Mount St. Mary's picks president

March 09, 1994|By Greg Tasker | Greg Tasker,Western Maryland Bureau of The Sun

EMMITSBURG -- Mount St. Mary's College ended a six-month nationwide search yesterday, naming George R. Houston Jr., a longtime administrator at Georgetown University, as its 23rd president.

Mr. Houston's fund raising at Georgetown has been significant, and he will bring more than administrative abilities to the 186-year-old Mount St. Mary's College. He is leaving as manager of the endowment fund at the university in Washington, where he has worked for 28 years.

Mr. Houston is credited with playing a major role in Georgetown's endowment growth from $19 million to $342 million during his tenure. In the past, he also was the school's treasurer, vice president for financial affairs and senior vice president.

He is a certified public accountant who has taught throughout his administrative career and intends to continue teaching at Mount St. Mary's College. His presidency will begin on July 1.

"The Mount has found the leader who will take it forward into the 21st century," said Richard C. Ridgway, chair of the college board. "George Houston embodies the strengths that make the Mount what it is: a caring attitude toward students and dedication to the highest level of teaching; a firm belief in the liberal arts and career preparation; strong personal faith; and a devotion to Catholicism."

Mr. Houston, 54, will succeed the interim president, the Rev. James N. Loughran, who will step down May 31. Father Loughran was appointed to head the college after Robert J. Wickenheiser resigned last year.

"Father Loughran did what an interim president is supposed to do, and that is to make the way smoother for a new full-time president," said Frank Buhrman, a college spokesman. "He has succeeded."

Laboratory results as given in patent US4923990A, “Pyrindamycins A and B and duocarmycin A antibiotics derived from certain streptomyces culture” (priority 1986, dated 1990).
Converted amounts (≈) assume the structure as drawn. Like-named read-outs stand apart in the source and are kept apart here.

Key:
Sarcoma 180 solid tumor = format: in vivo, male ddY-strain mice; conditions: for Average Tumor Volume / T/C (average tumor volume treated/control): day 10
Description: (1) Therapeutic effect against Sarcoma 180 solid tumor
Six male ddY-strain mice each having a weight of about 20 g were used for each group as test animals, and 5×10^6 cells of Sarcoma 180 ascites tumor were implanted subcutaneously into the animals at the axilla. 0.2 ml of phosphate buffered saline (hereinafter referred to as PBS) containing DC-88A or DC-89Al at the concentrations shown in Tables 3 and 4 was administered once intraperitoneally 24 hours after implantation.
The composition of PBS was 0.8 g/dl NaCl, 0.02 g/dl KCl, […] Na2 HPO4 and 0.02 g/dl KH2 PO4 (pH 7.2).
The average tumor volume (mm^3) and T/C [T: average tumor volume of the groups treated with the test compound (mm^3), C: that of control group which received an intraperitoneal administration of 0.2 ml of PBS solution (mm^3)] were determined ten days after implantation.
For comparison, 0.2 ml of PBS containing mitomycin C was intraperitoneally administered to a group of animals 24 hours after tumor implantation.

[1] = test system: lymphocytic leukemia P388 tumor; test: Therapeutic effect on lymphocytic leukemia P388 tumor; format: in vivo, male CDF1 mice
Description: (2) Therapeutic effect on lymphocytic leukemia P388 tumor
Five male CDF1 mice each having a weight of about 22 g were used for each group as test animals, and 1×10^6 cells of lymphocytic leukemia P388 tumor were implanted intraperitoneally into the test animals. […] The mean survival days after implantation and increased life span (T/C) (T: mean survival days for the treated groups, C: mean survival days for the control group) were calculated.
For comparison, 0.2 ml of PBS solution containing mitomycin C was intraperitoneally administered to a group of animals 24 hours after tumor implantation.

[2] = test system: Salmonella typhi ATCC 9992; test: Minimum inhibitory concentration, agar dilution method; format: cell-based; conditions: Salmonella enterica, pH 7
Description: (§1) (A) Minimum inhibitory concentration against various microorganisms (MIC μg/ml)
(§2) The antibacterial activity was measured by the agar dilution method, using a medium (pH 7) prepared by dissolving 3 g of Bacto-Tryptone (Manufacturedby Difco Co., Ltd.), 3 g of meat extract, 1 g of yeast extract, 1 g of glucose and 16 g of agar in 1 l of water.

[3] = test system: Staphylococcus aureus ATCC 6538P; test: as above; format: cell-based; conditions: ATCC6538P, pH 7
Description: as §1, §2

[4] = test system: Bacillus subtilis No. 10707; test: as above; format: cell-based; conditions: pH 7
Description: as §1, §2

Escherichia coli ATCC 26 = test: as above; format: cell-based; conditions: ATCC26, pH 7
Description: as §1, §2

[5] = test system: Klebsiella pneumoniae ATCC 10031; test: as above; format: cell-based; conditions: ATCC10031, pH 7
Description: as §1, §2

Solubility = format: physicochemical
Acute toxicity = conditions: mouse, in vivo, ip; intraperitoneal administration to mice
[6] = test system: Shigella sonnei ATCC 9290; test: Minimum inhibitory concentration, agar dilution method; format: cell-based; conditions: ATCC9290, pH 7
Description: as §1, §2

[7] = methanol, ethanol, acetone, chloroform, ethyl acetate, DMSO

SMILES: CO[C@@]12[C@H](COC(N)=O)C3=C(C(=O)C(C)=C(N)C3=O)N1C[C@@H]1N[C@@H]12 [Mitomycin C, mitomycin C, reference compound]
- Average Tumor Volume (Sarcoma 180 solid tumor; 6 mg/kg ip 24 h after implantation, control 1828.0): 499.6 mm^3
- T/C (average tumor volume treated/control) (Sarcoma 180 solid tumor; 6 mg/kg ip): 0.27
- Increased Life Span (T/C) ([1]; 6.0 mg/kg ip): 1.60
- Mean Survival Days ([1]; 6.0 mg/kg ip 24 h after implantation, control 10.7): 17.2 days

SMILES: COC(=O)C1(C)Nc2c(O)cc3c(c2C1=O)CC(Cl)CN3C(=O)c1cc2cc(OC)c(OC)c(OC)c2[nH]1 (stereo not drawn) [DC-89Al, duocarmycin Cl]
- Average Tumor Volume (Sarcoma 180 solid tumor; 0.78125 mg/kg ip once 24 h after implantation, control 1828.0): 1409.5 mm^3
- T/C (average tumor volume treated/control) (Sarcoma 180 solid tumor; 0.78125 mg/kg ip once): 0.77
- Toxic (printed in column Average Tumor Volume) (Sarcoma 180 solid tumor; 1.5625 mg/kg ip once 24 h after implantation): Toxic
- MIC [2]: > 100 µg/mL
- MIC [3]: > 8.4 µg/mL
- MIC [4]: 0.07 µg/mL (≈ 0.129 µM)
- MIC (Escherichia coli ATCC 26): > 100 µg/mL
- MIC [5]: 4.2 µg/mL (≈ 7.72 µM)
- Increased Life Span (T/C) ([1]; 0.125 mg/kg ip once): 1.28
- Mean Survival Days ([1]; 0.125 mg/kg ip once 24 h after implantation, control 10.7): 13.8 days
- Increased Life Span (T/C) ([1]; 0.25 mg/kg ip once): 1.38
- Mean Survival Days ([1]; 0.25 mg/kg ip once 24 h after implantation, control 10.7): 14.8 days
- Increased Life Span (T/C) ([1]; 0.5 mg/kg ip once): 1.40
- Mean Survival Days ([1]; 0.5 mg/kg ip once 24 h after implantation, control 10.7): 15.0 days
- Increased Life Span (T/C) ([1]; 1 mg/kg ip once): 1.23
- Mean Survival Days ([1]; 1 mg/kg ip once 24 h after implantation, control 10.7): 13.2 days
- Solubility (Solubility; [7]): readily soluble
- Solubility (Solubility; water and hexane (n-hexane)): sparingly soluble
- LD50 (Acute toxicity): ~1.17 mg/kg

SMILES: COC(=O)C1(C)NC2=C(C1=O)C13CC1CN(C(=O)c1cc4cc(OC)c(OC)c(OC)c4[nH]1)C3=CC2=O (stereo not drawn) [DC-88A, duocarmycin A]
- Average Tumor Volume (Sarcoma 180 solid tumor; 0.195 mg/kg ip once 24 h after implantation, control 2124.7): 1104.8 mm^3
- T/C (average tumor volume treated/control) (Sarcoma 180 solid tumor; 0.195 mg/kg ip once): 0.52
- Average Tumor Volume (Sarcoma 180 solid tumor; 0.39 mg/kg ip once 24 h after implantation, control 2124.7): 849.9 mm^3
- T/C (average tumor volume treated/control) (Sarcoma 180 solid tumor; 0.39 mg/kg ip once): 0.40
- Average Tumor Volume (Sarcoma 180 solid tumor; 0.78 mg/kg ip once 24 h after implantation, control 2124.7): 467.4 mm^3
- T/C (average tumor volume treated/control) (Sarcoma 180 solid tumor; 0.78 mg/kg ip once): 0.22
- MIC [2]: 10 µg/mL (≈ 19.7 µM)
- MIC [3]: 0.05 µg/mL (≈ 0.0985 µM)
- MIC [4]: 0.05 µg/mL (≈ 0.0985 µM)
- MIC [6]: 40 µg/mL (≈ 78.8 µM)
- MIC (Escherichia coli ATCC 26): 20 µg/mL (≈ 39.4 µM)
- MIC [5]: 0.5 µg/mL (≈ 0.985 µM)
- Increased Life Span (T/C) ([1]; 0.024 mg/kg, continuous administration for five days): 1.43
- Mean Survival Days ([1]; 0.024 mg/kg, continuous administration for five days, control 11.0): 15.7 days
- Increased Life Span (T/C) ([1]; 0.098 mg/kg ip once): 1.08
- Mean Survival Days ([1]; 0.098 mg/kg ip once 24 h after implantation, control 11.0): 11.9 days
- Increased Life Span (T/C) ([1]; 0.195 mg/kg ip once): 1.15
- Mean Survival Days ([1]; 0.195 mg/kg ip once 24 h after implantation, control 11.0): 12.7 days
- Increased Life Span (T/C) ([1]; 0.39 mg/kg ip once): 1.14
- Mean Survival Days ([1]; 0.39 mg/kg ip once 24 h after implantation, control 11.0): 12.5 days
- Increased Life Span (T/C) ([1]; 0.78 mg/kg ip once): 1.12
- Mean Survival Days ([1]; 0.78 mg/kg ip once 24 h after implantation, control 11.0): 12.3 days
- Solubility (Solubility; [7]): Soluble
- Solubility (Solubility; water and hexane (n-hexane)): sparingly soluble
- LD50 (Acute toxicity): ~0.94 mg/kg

Dr. Wickenheiser left his post after 16 years. His final year was marked by controversy, including criticism for emphasizing graduate and business programs rather than traditional liberal arts offerings. Students protested the displacement of a popular dean and the community was in an uproar at Dr. Wickenheiser's suggestion in a letter that it might be time for Mount St. Mary's longtime basketball coach, Jim Phelan, to retire.

Mr. Houston embraced Mount St. Mary's liberal arts curriculum and said he told a search committee that if the college was looking for someone to overhaul the curriculum, he wasn't the one.

"This characteristic of Mount St. Mary's as a student-centered college is one of the main reasons I expressed interest in the presidency," he said. "One of the things I really enjoy is teaching. I am first and foremost a teacher."

Mr. Houston said fund raising will be a priority at Mount St. Mary's, too. He said most universities need money to enhance operating and capital budgets. The college's endowment is about $20 million, Mr. Buhrman said.

The Washington, D.C., native has a bachelor's degree in business administration from Georgetown, and a master's in business administration from George Washington University, also in Washington.

Mount St. Mary's has 1,750 undergraduate, graduate and seminary students.

The college would not say how much Mr. Houston will be paid.

The other finalists were: Dennis C. Golden, vice president for student affairs at the University of Louisville, Ky.; the Rev. Leonard F. Callahan, director of Catholic education for the diocese of Dallas; and Dr. Katherine E. Keough, associate dean TTC the college of social sciences at Xavier University, Cincinnati.

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